Serious Medical Concerns & Questions About Women/Teen Health and EC/MAP (Plan B) (2004)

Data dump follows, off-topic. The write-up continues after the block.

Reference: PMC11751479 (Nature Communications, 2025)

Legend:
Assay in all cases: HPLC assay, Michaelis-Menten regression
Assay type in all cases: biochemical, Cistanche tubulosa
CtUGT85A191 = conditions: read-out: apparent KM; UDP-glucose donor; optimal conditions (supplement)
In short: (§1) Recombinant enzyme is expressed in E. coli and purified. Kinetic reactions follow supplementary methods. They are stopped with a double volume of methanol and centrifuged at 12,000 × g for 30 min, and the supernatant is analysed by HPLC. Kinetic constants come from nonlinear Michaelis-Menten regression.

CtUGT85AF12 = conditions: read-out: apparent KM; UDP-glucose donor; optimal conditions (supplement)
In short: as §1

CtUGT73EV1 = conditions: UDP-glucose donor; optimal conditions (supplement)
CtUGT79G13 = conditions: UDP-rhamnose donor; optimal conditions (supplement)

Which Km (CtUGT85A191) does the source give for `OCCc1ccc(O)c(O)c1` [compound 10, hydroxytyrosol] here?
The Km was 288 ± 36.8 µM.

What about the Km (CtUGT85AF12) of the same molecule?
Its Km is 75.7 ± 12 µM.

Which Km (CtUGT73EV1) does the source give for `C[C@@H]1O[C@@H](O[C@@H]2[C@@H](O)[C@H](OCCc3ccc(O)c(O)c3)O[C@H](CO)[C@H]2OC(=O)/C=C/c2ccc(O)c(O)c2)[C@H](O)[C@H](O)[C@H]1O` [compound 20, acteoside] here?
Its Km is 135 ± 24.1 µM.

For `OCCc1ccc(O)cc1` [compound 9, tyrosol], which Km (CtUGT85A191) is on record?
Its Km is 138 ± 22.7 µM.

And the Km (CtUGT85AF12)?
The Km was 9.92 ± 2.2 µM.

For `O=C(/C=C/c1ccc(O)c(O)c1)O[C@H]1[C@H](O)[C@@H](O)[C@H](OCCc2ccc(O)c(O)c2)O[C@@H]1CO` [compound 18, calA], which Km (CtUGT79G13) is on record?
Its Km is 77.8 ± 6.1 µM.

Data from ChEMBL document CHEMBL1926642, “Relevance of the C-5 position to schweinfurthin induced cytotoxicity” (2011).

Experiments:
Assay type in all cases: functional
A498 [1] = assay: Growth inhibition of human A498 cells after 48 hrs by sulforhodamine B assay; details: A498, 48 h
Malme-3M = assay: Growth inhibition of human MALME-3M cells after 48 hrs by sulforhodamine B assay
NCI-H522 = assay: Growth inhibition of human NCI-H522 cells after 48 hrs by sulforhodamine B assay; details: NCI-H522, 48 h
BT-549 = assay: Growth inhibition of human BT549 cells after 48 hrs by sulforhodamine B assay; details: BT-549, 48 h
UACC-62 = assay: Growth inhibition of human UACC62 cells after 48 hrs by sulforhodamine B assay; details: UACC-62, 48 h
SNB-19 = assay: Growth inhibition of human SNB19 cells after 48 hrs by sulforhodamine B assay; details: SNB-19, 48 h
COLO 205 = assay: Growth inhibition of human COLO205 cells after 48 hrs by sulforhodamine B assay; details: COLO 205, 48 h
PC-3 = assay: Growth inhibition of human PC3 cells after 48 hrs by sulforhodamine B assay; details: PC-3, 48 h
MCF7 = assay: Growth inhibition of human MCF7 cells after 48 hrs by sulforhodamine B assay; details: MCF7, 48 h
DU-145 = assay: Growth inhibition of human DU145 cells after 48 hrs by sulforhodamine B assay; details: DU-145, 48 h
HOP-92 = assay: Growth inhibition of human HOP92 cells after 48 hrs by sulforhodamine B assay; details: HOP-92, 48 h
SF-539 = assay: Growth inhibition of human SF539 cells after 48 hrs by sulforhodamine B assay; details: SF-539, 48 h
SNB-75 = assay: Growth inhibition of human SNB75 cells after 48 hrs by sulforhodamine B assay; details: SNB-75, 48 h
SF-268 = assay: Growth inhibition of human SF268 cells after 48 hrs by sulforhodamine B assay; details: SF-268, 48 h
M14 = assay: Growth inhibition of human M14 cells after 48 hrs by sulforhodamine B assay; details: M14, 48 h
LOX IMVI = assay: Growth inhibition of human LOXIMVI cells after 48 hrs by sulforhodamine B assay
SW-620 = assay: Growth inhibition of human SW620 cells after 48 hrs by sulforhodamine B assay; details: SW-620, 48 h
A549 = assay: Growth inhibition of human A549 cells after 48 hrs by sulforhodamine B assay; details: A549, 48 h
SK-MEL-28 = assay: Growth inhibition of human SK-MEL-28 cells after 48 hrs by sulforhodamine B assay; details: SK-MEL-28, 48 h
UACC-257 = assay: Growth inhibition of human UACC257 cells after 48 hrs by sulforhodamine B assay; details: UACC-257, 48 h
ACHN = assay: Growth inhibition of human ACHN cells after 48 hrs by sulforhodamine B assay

For more articles concerning EC/MAP, click here. Emergency Contraception [EC] is a very potent medication. EC is also called the Morning After Pill [MAP]. (A specific brand of EC sold in the USA is Plan B.) EC is being provided in local health department clinics in most states. It is billed as a way to avoid pregnancy. State Health Departments are NOT required to dispense this medication. Based on HHS Secretary Tommy Thompson’s clarification that states are not required to dispense EC at county health clinics, we urge states to stop the distribution of EC, and we urge the FDA to NOT approve the sale of EC over-the-counter [OTC] for the reasons that follow: The Alabama Department of Public Health calls EC distribution “Good Public Health Policy” to prevent unplanned pregnancy and decrease abortion rates. Even if this were proven, the use of EC without medical oversight is very contrary to sound medical principles. 1.  The ACOG recommends regular STD testing for sexually active women, and especially for those outside a monogamous relationship.  That there would be an increase in sexual activity and exposure to STDs with the use of EC is a given, with no physician oversight.      The Swedish Institute for Disease Control1 and the Washington State Health Department2 have noted a significant increase in Chlamydia infection in women, especially teens, in the 5 years following OTC availability of EC. (Free distribution of EC at all county health departments may not be equivalent to OTC purchase; but the ease of availability is certainly similar.) Untreated Chlamydia is a major cause for infertility.  Who can imagine how...